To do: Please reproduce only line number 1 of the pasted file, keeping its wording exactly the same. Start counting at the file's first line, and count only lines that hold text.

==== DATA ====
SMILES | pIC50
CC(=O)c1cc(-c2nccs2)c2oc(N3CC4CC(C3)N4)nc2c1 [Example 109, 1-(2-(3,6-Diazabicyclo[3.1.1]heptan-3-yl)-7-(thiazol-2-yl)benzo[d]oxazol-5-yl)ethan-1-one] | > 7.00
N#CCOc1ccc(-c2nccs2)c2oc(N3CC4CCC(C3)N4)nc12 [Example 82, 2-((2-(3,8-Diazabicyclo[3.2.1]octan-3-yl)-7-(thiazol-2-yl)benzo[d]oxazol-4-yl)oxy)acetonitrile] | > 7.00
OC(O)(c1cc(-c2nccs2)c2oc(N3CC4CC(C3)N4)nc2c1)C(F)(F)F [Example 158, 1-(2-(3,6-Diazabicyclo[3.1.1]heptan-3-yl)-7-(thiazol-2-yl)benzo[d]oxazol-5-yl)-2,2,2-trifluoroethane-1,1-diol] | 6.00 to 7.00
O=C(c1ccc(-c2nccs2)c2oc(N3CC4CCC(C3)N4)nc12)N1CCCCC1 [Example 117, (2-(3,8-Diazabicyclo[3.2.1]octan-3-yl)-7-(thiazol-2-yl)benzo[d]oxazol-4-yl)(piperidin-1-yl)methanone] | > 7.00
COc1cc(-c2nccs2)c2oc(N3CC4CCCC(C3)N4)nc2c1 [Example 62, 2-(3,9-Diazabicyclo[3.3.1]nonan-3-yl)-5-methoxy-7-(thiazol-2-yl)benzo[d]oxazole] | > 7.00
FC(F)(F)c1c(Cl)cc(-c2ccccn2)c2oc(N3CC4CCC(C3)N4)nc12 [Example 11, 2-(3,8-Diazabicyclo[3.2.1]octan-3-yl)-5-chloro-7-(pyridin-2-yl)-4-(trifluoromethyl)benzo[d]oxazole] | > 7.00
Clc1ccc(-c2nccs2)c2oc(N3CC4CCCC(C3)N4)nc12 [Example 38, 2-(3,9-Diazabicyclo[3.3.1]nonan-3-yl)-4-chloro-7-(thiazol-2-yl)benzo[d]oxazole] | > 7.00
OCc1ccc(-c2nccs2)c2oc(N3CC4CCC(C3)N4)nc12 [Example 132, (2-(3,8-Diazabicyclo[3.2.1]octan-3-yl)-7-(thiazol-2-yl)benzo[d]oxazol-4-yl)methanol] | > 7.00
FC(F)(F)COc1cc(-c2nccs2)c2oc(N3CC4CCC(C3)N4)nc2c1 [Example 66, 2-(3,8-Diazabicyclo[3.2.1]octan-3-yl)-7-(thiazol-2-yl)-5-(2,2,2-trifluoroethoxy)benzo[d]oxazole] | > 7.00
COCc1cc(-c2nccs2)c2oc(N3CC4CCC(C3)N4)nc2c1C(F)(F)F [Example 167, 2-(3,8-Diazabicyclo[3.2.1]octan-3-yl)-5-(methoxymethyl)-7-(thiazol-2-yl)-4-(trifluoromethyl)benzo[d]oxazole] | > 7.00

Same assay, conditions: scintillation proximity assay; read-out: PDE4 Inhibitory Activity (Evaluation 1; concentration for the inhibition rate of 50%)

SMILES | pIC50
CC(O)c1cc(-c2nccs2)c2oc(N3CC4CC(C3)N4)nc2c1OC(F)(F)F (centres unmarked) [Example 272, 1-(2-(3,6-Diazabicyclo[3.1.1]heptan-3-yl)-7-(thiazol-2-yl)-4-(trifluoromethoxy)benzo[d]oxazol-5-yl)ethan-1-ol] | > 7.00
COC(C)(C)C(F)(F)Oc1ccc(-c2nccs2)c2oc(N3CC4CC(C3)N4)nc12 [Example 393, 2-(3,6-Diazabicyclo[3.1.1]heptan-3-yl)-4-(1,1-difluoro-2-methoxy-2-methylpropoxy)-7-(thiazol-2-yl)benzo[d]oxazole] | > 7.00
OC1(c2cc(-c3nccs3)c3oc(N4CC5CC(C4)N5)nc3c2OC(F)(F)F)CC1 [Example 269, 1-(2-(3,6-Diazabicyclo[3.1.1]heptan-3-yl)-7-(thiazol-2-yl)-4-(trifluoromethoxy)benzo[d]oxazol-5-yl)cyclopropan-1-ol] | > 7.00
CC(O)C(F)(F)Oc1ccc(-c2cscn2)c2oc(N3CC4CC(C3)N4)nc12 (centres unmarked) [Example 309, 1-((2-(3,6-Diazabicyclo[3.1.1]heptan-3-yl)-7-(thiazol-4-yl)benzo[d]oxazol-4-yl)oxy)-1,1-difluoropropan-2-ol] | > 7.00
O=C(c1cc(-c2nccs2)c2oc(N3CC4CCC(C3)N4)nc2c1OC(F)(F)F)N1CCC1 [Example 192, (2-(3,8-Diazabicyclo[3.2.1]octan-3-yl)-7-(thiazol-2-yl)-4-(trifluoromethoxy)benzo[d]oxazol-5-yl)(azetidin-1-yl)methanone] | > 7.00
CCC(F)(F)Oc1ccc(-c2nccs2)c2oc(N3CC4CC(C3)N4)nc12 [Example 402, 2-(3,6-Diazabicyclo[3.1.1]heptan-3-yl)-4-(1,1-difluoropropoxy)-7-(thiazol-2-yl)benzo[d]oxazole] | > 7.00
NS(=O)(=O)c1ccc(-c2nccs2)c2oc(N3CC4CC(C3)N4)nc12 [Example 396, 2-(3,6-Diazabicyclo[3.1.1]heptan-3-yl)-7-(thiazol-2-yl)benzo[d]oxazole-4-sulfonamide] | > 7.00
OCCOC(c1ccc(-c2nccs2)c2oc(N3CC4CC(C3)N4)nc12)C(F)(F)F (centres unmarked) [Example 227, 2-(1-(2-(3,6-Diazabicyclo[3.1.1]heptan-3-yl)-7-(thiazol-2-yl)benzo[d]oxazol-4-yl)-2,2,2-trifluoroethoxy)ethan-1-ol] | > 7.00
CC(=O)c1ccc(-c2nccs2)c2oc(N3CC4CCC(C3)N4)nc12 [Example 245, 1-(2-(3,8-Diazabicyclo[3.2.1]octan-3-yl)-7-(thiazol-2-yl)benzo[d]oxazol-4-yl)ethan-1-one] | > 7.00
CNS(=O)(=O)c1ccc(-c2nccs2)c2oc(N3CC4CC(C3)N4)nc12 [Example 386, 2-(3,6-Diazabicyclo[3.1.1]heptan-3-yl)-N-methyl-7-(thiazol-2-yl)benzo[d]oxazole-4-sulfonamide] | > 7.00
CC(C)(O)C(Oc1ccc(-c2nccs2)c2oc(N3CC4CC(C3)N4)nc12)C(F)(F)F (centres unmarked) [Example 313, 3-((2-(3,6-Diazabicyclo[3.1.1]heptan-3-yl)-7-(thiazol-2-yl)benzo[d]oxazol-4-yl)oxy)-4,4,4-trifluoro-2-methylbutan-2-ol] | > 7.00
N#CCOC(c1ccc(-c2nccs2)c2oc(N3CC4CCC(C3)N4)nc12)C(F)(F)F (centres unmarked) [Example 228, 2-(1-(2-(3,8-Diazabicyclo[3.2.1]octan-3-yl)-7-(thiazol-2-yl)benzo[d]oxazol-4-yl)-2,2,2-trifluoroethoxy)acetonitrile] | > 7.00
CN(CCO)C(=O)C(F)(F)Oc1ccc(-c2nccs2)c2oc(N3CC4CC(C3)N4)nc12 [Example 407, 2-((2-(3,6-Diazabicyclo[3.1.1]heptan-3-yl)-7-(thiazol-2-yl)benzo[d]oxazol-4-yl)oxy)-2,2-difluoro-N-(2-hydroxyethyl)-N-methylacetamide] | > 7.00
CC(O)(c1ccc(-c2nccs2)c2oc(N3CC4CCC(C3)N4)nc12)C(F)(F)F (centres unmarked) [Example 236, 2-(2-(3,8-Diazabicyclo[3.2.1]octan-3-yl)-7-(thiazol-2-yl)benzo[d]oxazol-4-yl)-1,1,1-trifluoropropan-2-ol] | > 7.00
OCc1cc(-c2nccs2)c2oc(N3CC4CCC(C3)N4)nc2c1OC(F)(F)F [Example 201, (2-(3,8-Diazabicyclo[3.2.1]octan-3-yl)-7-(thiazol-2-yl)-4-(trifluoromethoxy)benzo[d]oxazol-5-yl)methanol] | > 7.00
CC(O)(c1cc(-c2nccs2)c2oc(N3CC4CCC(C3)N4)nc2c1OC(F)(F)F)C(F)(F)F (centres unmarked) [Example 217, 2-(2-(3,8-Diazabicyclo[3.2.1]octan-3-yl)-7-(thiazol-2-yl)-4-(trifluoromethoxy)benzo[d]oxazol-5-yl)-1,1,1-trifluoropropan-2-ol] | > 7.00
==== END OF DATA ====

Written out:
SMILES | pIC50